For­get the ‘clone’ idea, Klopp’s just my friend

The Football League Paper - - LEAGUE TWO - By Chris Dunlavy

DAVID Wag­ner was once asked by a re­porter from the Daily Mail if he was merely a clone of his friend and men­tor Jur­gen Klopp.

“Who is telling you this?” said the Ger­man. “You should sue them. He is 1.93 me­tres tall, I am 1.83. He is fairskinned, I am dark-skinned. He has blond hair, I have black hair. If each spec­ta­cle wearer with a three-day beard is a Klopp clone, we have 49 mil­lion of them in Ger­many!”

Wag­ner takes all such com­par­isons with good grace. His re­la­tion­ship with Klopp – and the debt he owes the Liver­pool boss – en­sures that.

Friends since they played to­gether at Mainz in the nineties, Wag­ner would try to per­suade his lanky room-mate to stop smok­ing dur­ing long-dis­tance runs. “The an­noy­ing thing was, he could still run for­ever,” said Wag­ner.

When Klopp got mar­ried, Wag­ner was best man. When Wag­ner had a daugh­ter, he asked Klopp to be God­fa­ther.

The pair bounced off each other. Wag­ner more stu­dious and thought­ful, Klopp ex­tro­vert and dy­namic. “We would go to par­ties and, at the start no­body there would know him,” Wag­ner once said. “Af­ter­wards, ev­ery­body would be like ‘Wow, Jur­gen is great’.”

Over time, their qual­i­ties would rub off on each other.

In 2011, af­ter both jour­ney­men had gone the dis­tance, it was Klopp’s turn to of­fer ad­vice, per­suad­ing his old team-mate to join him as Un­der-23 coach at Dort­mund, in­stead of com­plet­ing his train­ing as a teacher.

“I spoke to David,” said Klopp. “I said ‘You played as a pro­fes­sional. Now you stud­ied two sub­jects at univer­sity.

“If you get your pro-li­cence, who else will be as uniquely qual­i­fied as you? Give me one name’. He couldn’t think of one.”

But for that meet­ing, Wag­ner hap­pily ad­mits he’d be teach­ing in a Ger­man school, not manag­ing Hud­der­s­field in the Cham­pi­onship.

Yet, if Klopp pro­vided the spring­board, the raw ma­te­ri­als – a sharp wit, an­a­lyt­i­cal mind and ‘greed’ for knowl­edge – were al­ways there. Dur­ing the 90s, when Wag­ner was play­ing for Schalke in the Bun­desliga, he won eight caps for the USA.


The son of an Amer­i­can fa­ther and Ger­man mother, he was born in Ger­many, lived in Los An­ge­les and re­turned to Frank­furt when his par­ents di­vorced. He has since lost touch with his fa­ther. “I have no pic­ture of him in my mind, only in pho­to­graphs,” he said in 1998. Eric Wy­nalda, the former USA striker, says Wag­ner was never truly trusted by coach Steve Sampson. “David re­ally didn’t get a fair shake un­der Steve,” he said. “It was a tricky time for him. He was a good striker, very mo­bile. We had some good in­ter­ac­tions and I en­joyed hang­ing out with him.

“It’s kind of funny be­cause I don’t think we were ever in­tro­duced to the real David Wag­ner.

“We got the other ver­sion of a guy who didn’t know what the hell was go­ing on or if this was go­ing to work out for him. He was a lit­tle more re­served than he re­ally is.”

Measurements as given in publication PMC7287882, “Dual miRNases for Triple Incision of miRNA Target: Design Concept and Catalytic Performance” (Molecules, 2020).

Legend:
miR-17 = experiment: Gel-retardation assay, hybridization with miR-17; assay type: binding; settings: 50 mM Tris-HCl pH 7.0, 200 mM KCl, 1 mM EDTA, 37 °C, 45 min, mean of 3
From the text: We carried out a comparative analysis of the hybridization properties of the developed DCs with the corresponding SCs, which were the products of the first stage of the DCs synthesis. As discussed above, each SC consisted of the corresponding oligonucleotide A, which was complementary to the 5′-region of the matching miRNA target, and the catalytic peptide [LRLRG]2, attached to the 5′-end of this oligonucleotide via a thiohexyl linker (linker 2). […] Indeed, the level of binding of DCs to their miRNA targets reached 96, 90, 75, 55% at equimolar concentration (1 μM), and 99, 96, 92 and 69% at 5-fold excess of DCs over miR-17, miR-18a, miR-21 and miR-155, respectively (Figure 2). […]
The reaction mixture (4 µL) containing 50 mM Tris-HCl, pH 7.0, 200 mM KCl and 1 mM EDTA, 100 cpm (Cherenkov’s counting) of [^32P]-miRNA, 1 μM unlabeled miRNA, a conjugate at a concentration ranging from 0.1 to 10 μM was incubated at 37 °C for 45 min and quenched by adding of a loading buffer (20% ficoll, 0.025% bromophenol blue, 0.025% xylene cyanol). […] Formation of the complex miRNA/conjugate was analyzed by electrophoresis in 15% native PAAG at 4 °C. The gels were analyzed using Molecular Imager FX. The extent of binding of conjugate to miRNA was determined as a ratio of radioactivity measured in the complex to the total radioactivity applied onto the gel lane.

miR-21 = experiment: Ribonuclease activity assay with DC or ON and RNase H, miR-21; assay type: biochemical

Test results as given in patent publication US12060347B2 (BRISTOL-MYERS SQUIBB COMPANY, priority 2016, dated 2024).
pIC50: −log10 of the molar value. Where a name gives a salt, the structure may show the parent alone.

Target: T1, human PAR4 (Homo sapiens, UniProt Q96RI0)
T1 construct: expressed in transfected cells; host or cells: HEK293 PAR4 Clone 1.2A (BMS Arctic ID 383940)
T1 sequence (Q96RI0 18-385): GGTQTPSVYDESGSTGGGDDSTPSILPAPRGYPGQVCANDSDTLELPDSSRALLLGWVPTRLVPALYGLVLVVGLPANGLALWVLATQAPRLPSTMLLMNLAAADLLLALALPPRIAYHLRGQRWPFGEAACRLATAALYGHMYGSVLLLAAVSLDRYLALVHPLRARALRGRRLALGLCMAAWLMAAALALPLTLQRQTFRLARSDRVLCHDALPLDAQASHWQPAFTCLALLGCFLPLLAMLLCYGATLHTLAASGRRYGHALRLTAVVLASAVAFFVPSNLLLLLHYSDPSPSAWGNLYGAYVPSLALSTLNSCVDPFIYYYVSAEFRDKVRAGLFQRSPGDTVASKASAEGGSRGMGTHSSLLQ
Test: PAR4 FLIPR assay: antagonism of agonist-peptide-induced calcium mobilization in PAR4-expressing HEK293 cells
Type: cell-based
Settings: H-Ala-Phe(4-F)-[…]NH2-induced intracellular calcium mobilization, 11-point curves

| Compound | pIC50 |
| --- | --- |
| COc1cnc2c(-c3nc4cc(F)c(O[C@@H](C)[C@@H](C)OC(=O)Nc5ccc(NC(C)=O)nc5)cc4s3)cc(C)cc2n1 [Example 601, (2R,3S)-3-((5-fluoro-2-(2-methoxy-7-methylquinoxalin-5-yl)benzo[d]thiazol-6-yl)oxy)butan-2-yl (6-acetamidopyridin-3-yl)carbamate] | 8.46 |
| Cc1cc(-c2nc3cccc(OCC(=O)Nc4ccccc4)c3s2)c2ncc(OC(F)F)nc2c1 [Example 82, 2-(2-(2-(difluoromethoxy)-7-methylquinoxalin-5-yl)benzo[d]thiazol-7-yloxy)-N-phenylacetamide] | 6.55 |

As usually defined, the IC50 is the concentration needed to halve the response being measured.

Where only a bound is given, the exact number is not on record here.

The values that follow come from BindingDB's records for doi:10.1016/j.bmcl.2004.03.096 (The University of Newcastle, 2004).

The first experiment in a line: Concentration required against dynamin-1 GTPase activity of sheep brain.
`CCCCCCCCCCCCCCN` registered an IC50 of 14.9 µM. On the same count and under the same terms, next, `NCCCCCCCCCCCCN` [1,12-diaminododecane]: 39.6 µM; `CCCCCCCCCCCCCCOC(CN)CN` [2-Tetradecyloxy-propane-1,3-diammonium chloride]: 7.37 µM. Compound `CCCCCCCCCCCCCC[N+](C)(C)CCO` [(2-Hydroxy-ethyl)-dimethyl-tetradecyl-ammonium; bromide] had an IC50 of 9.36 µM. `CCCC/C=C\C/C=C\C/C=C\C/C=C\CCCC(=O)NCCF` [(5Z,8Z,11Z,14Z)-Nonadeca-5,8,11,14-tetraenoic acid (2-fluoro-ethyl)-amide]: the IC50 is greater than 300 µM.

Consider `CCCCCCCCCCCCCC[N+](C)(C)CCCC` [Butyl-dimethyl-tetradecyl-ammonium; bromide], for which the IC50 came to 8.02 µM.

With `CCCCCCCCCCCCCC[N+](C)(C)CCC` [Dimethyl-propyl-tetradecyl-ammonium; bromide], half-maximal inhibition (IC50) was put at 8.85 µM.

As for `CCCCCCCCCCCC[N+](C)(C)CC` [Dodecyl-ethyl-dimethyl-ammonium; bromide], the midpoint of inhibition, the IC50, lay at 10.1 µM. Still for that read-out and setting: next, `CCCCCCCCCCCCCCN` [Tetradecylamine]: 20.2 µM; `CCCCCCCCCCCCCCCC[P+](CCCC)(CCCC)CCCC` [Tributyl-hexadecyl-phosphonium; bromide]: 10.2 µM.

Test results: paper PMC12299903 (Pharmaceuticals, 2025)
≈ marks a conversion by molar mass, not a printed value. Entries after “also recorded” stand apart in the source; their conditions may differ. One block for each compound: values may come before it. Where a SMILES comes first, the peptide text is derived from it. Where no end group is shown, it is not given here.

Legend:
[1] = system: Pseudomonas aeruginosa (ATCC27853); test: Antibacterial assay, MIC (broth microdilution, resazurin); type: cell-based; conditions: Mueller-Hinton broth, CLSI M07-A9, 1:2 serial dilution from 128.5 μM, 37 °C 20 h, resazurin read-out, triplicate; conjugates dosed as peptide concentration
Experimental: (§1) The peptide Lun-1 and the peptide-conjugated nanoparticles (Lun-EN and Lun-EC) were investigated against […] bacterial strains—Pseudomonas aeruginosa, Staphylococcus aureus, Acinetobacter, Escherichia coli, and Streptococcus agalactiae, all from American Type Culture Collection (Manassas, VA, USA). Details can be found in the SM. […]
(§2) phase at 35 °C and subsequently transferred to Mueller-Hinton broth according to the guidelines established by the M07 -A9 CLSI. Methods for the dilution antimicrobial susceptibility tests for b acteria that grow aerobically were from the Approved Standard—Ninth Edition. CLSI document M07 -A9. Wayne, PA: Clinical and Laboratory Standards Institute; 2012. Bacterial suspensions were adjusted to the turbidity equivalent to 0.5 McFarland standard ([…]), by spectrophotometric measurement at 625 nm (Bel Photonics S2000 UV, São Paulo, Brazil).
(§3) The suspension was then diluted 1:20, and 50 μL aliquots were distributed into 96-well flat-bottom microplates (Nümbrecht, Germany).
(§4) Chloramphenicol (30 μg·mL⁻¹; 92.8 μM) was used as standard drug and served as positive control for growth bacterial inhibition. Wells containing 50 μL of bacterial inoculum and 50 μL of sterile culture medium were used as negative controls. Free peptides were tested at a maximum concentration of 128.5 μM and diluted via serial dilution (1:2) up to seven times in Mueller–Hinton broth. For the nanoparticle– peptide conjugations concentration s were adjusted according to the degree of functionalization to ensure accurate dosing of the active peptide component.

But talk about the game, re­calls Wy­nalda, and ev­ery­thing changed.

“We had a con­ver­sa­tion dur­ing din­ner and he wanted to know ev­ery­thing about the CONCACAF re­gion,” he said. “He was ask­ing ques­tion af­ter ques­tion.

“He looked at the game in the kind of way where it was very clear this guy was go­ing to take the man­age­rial route.

“He was just a big sponge who wanted to learn and un­der­stand ev­ery­thing about his sur­round­ings. The real lead­ers are the ones that never stop learn­ing. He def­i­nitely fell into that cat­e­gory.”

And, af­ter his play­ing ca­reer pe­tered out in the Ger­man lower leagues, Wag­ner did learn.

First, a de­gree in sports science and bi­ol­ogy, then coach­ing the Un­der-17s at Mainz and Hof­fen­heim. Next came that teach­ing qual­i­fi­ca­tion and, finally, Dort­mund.

Dur­ing five years in charge of the sec­ond string, Wag­ner won pro­mo­tion to the third tier and ush­ered the likes of Erik Durm, Jonas Hof­man and Mario Gotze into the first team. Along­side Klopp, he also de­vel­oped the ‘full-throt­tle’ foot­ball that cap­tured the imag­i­na­tion of Hud­der­s­field owner Dean Hoyle in 2015.

Since then, he has over­hauled the Ter­ri­ers, al­ter­ing train­ing times, im­ple­ment­ing dou­ble ses­sions, trans­form­ing the club from es­cape artists to pro­mo­tion con­tenders. So im­pres­sive has he been that Hoyle fended off an ap­proach from Wolfs­burg this sea­son.

The Klopp phi­los­o­phy is ap­par­ent. High press­ing, swift coun­ters, po­si­tional flu­id­ity.

But so, too, is Wag­ner’s own ethos: an ob­ses­sive at­ten­tion to de­tail and prepa­ra­tion that breeds a bul­let-proof con­fi­dence.

“The way he pre­pares you for a game, you feel you can­not know any more about the op­po­nent,” says Chris Lowe, the Ter­ri­ers left-back. “He finds tiny de­tails that make a big dif­fer­ence.”


Those thoughts are echoed by striker Elias Kachunga, 24.

“Be­fore ev­ery match, the man­ager gives us the right tac­tics,” he said. “We go on to the pitch with ev­ery­one know­ing what he has to do – and we have seen that, most of the time, he is right.”

Nahki Wells, who was at the club when Wag­ner ar­rived, goes even fur­ther. “His prepa­ra­tion is metic­u­lous,” said the Ber­mu­dan in­ter­na­tional. “But it’s more than that.

“When he ar­rived, I was very hit and miss. We all were. But he be­lieves in us and tells us ‘You make mis­takes, you keep go­ing’. We are not afraid to try stuff, and sud­denly we’re all more con­fi­dent and con­sis­tent.”

PIC­TURE: Ac­tion Images

EYE FOR DE­TAIL: Wag­ner is said to be ob­ses­sive with his prepa­ra­tion

JOY: David Wag­ner holds aloft the UEFA Cup in 1997 af­ter vic­tory for Schalke ver­sus Inter Mi­lan

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